Traditional flamenco artists never received any formal training: they learned by listening and watching relatives, friends and neighbors. Flamenco occurs in three settings and it is in the traditional juerga that I feel the truth is found.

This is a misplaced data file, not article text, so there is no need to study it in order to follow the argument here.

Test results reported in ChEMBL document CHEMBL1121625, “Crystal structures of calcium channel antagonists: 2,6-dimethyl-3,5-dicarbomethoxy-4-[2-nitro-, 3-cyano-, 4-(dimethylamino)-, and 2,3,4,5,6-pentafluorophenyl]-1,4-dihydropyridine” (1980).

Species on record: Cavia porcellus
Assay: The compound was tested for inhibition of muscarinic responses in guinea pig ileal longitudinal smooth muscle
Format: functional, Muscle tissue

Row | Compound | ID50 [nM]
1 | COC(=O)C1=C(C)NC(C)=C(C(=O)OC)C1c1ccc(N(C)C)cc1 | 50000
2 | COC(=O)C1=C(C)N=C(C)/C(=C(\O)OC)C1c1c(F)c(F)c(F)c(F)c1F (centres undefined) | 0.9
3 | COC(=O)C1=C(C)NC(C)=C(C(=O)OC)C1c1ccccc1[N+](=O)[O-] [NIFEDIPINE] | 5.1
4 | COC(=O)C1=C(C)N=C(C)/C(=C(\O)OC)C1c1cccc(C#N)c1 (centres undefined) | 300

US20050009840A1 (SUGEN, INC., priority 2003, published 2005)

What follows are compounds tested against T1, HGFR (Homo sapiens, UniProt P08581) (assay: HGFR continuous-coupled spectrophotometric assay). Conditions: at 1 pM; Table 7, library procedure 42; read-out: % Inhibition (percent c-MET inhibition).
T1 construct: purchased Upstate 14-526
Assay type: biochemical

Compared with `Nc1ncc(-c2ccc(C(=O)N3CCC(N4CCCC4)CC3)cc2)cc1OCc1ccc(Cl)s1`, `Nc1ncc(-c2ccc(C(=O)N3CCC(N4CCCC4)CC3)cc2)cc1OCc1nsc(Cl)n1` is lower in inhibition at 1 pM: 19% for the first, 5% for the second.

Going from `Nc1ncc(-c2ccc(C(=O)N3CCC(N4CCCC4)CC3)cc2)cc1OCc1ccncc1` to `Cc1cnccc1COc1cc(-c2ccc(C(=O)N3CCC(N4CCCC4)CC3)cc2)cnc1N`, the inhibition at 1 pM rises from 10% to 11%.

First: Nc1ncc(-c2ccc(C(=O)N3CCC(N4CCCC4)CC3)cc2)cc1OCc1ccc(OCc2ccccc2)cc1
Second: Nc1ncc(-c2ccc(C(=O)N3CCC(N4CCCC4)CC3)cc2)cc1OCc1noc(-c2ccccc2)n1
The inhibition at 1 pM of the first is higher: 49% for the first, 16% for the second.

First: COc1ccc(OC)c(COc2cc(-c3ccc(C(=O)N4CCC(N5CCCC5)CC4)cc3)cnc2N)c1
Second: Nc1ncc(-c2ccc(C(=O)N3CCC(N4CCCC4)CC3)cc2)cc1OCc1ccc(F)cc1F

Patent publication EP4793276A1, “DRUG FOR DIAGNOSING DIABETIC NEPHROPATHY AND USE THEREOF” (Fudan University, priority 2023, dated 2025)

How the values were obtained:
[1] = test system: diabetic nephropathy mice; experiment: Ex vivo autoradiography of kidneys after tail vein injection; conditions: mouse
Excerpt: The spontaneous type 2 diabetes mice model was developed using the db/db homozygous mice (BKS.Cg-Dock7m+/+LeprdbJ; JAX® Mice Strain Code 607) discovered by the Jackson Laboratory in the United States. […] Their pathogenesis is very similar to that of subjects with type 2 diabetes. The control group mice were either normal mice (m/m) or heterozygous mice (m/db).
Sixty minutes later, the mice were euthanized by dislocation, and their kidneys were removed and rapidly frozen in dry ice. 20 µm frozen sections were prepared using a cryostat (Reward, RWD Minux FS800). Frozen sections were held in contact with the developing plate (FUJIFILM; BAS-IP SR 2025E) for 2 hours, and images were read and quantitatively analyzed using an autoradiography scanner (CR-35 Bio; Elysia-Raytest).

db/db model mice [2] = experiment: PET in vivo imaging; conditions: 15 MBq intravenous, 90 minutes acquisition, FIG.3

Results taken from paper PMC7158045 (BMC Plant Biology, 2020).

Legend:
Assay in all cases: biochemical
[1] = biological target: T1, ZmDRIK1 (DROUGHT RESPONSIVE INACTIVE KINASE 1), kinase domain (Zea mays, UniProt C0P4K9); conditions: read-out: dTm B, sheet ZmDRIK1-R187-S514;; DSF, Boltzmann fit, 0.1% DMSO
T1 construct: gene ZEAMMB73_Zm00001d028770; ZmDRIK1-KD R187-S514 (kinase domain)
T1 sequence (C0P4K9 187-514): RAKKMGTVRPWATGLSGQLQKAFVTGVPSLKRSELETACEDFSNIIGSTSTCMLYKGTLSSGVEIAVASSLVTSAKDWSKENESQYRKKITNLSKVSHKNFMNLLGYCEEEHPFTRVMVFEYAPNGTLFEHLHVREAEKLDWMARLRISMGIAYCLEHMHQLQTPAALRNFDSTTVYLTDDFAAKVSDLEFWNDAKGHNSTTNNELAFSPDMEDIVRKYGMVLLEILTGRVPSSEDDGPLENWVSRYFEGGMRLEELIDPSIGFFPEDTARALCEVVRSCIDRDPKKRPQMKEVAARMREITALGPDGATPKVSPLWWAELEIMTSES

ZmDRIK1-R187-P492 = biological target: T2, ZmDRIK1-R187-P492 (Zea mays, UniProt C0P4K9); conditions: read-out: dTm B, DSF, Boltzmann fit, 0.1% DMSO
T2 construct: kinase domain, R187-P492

The juerga is an informal, spontaneous gitano gathering (rather like a jazz “jam session”). This can include dancing, singing, palmas (hand clapping), or simply pounding in rhythm on an old orange crate or a table. Flamenco, in this context, is organic and dynamic: it adapts to the local talent, instrumentation, and mood of the audience. This context invites comparison with that other creation of a dispossessed class, the blues. Flamenco has been referred to as The Gypsy Blues, or even the European Blues as a means of providing a frame of reference to those new to the genre.